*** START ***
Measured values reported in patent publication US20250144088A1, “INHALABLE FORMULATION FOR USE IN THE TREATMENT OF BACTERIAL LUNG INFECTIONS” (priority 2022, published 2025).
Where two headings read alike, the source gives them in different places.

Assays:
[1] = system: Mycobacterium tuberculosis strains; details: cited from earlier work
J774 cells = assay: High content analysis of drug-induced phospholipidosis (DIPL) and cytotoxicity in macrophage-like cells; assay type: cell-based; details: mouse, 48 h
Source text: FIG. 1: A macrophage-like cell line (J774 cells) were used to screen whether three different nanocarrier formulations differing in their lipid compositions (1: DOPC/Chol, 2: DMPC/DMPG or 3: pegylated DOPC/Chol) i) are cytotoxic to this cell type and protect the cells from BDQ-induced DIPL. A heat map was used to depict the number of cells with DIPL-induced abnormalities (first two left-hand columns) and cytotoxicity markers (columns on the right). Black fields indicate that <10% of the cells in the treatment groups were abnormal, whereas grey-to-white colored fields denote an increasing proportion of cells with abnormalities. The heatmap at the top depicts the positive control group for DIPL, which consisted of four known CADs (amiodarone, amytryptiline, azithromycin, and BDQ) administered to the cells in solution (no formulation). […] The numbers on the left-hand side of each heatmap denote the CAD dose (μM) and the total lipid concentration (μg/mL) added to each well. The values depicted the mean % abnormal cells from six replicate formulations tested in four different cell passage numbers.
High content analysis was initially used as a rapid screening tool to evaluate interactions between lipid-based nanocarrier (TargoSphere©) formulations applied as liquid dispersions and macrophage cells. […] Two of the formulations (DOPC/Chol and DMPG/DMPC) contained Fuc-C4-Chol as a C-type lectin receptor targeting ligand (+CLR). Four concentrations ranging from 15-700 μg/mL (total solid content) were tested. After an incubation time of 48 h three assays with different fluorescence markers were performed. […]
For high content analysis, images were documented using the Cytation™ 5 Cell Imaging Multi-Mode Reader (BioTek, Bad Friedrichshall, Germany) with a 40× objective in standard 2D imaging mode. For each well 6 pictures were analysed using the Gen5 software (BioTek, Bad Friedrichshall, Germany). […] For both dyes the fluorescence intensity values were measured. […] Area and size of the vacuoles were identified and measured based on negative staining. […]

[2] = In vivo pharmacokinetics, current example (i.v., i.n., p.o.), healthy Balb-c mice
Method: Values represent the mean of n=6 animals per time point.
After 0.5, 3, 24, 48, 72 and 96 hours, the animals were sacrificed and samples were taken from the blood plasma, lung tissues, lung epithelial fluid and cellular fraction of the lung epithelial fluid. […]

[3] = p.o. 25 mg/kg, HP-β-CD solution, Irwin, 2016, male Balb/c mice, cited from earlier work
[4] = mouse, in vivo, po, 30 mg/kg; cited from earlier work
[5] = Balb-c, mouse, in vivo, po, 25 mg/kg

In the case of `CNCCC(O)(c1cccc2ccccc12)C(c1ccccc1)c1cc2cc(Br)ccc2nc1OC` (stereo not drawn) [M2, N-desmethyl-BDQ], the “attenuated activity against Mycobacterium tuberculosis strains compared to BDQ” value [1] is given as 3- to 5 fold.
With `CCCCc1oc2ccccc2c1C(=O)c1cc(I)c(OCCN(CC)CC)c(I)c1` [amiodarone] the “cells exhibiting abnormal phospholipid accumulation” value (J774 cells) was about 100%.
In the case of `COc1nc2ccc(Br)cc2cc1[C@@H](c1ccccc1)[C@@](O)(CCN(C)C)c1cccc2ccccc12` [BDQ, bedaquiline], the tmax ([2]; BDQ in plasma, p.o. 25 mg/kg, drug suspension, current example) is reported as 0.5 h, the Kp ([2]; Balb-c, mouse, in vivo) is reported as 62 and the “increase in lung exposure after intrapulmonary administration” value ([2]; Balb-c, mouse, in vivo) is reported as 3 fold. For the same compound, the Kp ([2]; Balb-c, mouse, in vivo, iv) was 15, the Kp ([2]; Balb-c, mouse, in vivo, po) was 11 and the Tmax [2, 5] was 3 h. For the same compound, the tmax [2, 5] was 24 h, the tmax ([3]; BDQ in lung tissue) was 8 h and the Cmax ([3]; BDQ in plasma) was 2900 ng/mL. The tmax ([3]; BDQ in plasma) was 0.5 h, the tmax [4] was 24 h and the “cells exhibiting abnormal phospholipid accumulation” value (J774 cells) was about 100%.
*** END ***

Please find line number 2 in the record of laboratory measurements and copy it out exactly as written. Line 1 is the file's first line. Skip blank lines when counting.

Where two headings read alike, the source gives them in different places.